My knowledge of formulas is very poor but being your student in VBA-PRO course I sweated out some code to tackle the challenge.

in the cell: =EarliestSale([@Month])

in the VBA module:
Function EarliestSale(month1 As Integer)

Dim Person As String
Person = “nobody”
Dim monthStr As String
Dim location As Integer
Dim latestD As Date
latestD = “1.1.2016”

For i = 8 To 1007

location = InStr(Cells(i, 6).Value, “.”)
monthStr = Mid(Cells(i, 6).Value, location + 1, 2)
If InStr(monthStr, “.”) Then
monthStr = Left(monthStr, 1)
End If
Dim monthInt As Integer
monthInt = CInt(monthStr)
Debug.Print monthInt

If monthInt = month1 Then
If Cells(i, 6).Value < latestD Then
latestD = Cells(i, 6).Value
Person = Cells(i, 7).Value
End If
End If

Next i

EarliestSale = Person

End Function

p.s. my Czech Windows setting throws me date in our shape with days at the begining, so my code will probably need some modification to work in your setting ….

• Mike excelisfun Girvin says:

Maybe this one with no helper column or Array Operations:

=INDEX(tblSales[Sales Person],MATCH(MINIFS(tblSales[Date],tblSales[Date],”>=”&DATE(2015,[@Month],1),tblSales[Date],”<"&EOMONTH(DATE(2015,[@Month],1),0)+1),tblSales[Date],0))

• Maki S. Hussain says:

Hi,

1- To know the right sale person, we need to know the position of the lowest value of individual month. That can be done by match and index combination, but

2- To know the lowest value of individual month, I have used the array formula MIN(IF(MONTH(tblSales[Date])=[@Month];tblSales[Date]))

So, the complete formula became as shown below.

{=INDEX(tblSales[Sales Person];MATCH(MIN(IF(MONTH(tblSales[Date])=[@Month];tblSales[Date]));tblSales[Date];0))}

Do not forget to press CTRL-SHIFT-ENTER

• Paul Elliott says:

May not be the most elegant but here it goes

INDEX(tblSales[Sales Person],
MATCH(MIN(IF(VALUE(tblSales[Date])*(MONTH(VALUE(tblSales[Date]))=[@Month])0,
VALUE(tblSales[Date])*(MONTH(VALUE(tblSales[Date]))=[@Month]))),
tblSales[Date],0))

Basically multiply the Date column times the an array of 1’s and 0’s depending on whether the month matches. Then the Min If determines the smallest value that is not 0. From there, find that value in the date column with the MATCH function, and then return the corresponding value from the Sales Person column using the INDEX function.

• Alvin says:

will vlookup work for this problem?

• Ted Pettit says:

I’m afraid the solution I came up with isn’t unique but I went with the CSE route as well:
{=INDEX(tblSales[Sales Person],MATCH(SMALL(IF(MONTH(tblSales[Date])=[@Month],tblSales[Date],””),1),tblSales[Date],0)))}

• Cris says:

First I added a “month” column in tblSales (=MONTH([@Date]))

Then
=INDEX(tblSales,MATCH(MINIFS(tblSales[Date],tblSales[month],[@Month]),tblSales[Date],0),3)

Cris

• Mike says:

Looks like my array formula is same as others

=VLOOKUP(MIN(IF(MONTH(tblSales[Date])=[@Month],tblSales[Date])),tblSales[[Date]:[Sales Person]],2,FALSE)

CTRL-SHIFT-ENTER

• Amardeep says:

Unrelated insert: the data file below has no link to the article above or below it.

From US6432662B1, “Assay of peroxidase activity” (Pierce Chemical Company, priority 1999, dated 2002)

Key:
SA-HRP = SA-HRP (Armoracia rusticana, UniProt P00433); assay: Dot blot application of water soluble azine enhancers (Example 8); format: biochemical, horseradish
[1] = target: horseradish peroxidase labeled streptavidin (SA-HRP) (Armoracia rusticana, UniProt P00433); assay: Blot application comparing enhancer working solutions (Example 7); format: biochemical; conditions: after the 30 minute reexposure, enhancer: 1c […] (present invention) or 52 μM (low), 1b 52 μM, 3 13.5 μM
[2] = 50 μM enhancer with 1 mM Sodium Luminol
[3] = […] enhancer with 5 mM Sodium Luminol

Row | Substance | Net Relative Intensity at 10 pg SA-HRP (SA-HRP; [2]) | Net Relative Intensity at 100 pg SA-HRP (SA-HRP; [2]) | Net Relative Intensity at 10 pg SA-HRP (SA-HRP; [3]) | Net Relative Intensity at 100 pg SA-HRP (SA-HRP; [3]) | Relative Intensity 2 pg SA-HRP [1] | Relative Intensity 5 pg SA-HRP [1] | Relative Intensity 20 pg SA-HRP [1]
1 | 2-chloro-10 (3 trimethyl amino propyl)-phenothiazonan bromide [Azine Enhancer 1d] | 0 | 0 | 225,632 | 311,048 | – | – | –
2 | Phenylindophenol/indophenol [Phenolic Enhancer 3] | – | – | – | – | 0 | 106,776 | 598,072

I have used this (to be entered as array through Ctrl Shift Enter). This can be modified to use INDEX instead of VLOOKUP if data layout so requires.

=VLOOKUP(MIN(IF(MONTH(tblSales[Date])=tblFirstSale[@Month],tblSales[Date],””)),tblSales[[Date]:[Sales Person]],2,0)

• AFSAL says:

={VLOOKUP(MIN(IF((MIN(IF(MONTH(tblSales[Date])=[@Month],\$F\$8:\$F\$1007,””)))=tblSales[Date],tblSales[Trans ID],””)),tblSales[[Trans ID]:[Sales Person]],3,0)}

First look at first sale person by time.
if any duplicate time came it will also look Transaction ID to get first sale person.

• Paul says:

=INDEX(tblSales[Sales Person],MATCH(AGGREGATE(15,6,(–(MONTH(tblSales[Date])=[@Month])*tblSales[Date]/–(MONTH(tblSales[Date])=[@Month])),1),tblSales[Date],0))

The key is the AGGREGATE function, which finds the earliest date for the current month.
AGGREGATE(15,6,(–(MONTH(tblSales[Date])=[@Month])*tblSales[Date]/–(MONTH(tblSales[Date])=[@Month]))

Using the AGGREGATE formula means you don’t need to enter this as an array formula.

The Aggregate expression has arguments 15, which uses SMALL and 6, which says ignore errors. The fourth argument,1, says get the smallest value from the array.

The array is: (–(MONTH(tblSales[Date])=[@Month])*tblSales[Date]/–(MONTH(tblSales[Date])=[@Month])),1)

The numerator gives dates in the current month and zeros otherwise. Since the AGGREGATE is looking for the smallest value, just using the numerator would give the result 0 for each month. So divide by the test that the month of the sale = current month, this will be zero for all dates but current months, giving #div0 values for all dates in the array not in the current month. These are ignored by the AGGREGATE function (due to second argument) so it will find the smallest (earliest) date from the current month.

Having found the earliest date in the current month, find its row number with the MATCH and then the corresponding sales name with INDEX>

Thanks to Mike Girvin (ExcelsFun) who demonstrated the technique in one of his excellent YouTube videos